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In India, about 61% of #postpartum women have an unmet need for family planning. Our EAISI project partnered with the Indian Government to expand access to postpartum #familyplanning by strengthening #IUD services. #WDC2021
Learn more 👉 http://ow.ly/ZKK450Ggeqt

Access to postpartum #FamilyPlanning is crucial for ensuring the health, rights, and well-being of #MomAndBaby. @USAID_MOMENTUM strengthens linkages between maternal health & family planning services to allow individuals to safely space births: https://usaidmomentum.org/world-contraception-day-2021/ #WCD2021

We’re honored to pass the IBP Partnership “drum” to @fhi360 as the new @ibp_network chair! We look forward to collaborating w/ you & the entire network to improve #familyplanning & #SRHR programming and services worldwide. @TraciLBaird @DrONChabikuli @nanditathatte @AddicoG

"I feel strongly that these issues of access, voice & equality that we promote within our programs must also be embedded in our operating structures & I have been really proud that EngenderHealth has been able to stand with @ibp_network during this journey."- @TraciLBaird #SRHR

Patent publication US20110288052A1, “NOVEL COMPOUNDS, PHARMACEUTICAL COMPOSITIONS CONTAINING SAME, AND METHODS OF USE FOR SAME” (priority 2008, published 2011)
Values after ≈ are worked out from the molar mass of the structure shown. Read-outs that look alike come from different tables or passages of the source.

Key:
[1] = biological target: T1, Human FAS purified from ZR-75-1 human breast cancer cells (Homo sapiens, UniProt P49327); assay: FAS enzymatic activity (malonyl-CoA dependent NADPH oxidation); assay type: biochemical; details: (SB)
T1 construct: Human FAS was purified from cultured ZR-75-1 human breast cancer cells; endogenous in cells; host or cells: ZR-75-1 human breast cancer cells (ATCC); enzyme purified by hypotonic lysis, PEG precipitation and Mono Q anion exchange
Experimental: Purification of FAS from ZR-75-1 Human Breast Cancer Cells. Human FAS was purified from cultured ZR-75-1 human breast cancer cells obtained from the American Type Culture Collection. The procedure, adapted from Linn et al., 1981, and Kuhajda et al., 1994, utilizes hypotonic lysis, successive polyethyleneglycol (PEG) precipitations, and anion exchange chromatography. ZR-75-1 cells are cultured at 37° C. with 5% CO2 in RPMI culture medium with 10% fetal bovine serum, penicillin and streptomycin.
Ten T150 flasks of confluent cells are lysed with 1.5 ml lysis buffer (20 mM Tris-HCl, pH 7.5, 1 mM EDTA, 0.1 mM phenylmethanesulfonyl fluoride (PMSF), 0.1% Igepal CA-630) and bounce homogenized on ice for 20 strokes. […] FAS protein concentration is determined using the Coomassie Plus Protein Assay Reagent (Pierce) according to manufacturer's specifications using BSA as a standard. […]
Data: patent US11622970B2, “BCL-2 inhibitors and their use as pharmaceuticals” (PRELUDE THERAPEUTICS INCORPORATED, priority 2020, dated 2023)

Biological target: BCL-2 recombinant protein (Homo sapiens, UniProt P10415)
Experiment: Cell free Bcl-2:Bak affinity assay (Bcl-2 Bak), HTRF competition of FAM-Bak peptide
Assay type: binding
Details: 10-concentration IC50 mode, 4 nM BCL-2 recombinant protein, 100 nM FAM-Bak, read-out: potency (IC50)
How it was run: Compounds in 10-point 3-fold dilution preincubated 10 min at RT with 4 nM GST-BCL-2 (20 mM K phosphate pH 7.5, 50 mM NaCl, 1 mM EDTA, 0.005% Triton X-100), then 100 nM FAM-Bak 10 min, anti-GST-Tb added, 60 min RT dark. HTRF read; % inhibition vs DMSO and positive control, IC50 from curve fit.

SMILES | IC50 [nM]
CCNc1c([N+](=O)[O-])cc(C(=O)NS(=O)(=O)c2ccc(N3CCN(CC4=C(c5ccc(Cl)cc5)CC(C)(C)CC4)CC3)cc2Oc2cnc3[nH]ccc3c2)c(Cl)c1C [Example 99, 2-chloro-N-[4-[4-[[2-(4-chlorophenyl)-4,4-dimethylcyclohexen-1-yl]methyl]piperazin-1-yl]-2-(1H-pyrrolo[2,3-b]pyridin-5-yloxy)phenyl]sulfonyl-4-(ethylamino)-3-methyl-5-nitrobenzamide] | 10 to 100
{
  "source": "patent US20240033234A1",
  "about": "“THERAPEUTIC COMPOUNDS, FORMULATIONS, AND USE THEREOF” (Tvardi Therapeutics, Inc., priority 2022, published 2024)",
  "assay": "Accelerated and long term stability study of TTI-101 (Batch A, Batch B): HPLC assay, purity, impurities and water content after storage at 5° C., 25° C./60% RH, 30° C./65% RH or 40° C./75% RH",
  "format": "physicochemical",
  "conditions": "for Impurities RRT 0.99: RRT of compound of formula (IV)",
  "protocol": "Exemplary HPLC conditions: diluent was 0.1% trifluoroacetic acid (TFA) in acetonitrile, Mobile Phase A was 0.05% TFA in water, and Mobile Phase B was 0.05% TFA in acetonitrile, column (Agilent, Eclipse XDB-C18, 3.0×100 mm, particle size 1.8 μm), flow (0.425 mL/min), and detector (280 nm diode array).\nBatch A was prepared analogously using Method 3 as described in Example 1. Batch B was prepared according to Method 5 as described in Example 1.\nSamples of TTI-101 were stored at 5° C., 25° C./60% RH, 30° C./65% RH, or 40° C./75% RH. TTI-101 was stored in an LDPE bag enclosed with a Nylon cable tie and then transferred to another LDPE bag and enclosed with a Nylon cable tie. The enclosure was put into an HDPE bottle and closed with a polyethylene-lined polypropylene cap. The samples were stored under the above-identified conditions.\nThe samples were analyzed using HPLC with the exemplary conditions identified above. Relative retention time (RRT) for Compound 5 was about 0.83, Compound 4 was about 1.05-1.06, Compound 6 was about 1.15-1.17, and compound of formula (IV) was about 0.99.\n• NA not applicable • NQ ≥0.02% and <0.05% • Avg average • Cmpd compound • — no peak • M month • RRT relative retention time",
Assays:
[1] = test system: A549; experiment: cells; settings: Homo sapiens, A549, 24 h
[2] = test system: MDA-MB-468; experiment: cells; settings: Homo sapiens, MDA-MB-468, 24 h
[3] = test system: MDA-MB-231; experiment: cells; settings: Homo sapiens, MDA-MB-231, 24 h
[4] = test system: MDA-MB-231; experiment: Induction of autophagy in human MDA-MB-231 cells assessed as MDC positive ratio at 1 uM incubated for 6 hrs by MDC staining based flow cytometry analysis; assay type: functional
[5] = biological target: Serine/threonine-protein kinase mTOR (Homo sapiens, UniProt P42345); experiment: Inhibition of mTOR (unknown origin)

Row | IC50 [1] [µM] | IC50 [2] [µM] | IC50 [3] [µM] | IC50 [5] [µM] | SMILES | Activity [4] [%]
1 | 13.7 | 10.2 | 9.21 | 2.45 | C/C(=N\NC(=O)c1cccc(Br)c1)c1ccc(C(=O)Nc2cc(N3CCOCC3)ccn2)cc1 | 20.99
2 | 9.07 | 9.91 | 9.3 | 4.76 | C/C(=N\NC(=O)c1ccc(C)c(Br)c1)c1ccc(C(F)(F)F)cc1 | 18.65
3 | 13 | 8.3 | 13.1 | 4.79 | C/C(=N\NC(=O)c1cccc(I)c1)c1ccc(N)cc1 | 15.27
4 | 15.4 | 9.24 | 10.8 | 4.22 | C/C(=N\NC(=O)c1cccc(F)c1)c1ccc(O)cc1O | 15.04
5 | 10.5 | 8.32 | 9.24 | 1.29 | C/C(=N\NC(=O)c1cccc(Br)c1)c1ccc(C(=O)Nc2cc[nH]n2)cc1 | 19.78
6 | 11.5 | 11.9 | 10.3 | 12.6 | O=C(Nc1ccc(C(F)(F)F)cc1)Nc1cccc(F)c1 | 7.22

“We so value the IBP network members for our common commitment to identifying & sharing effective practices, so we can achieve our collective, ambitious & critical goals on sexual & reproductive health,” CEO @TraciLBaird reflects our term as @ibp_network chair #partnersmeeting.

During the @ibp_network Partners Meeting @aguilera_ana91 shared how we use our Gender, Youth & Social Inclusion (GYSI) Analysis Framework & Toolkit and GYSI Staff Training Manual to create more #equitable & #inclusive programs. Learn more ➡️ http://ow.ly/qlNc50GflmK

More than half of married women around the world use modern contraception, but rates vary widely by country, with fewer than 15% using a modern method in some low- and middle-income countries. Take a look at the latest data on #FamilyPlanning from @PRBdata 👇🏿 #worldpopdata

We’re #hiring a Human Resources Coordinator to support the HR Dept providing professional, analytical, & technical support to HR-related projects & initiatives. Washington, DC, or remote until return to office. Salary & benefits in job post.

Apply ➡️ http://ow.ly/v3im50GdKQh

(1/2) Young people often prefer to go to pharmacies rather than clinics for #FamilyPlanning info and products. But high costs and provider bias at pharmacies can deter young people from getting the care and services they desire.

𝗠𝗲𝗱𝗶𝗮 𝗖𝗼𝘃𝗲𝗿𝗮𝗴𝗲 𝗼𝗳 𝘁𝗵𝗲 𝗟𝗮𝘂𝗻𝗰𝗵 𝗼𝗳 #𝗜_𝗔𝗰𝗧𝗧 CVA 𝗣𝗿𝗼𝗴𝗿𝗮𝗺 𝗶𝗻 𝗝𝗮𝗺𝗺𝘂.An 𝗶𝗻𝗶𝘁𝗶𝗮𝘁𝗶𝘃𝗲 𝗼𝗳 @EngenderHealth @ypfoundation 𝗶𝗻 𝗰𝗼𝗹𝗹𝗮𝗯𝗼𝗿𝗮𝘁𝗶𝗼𝗻 𝘄𝗶𝘁𝗵 @people_hut

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February 11, 2021

Mind the Gap: Valuing Diversity by Measuring Pay Gaps

By Traci L. Baird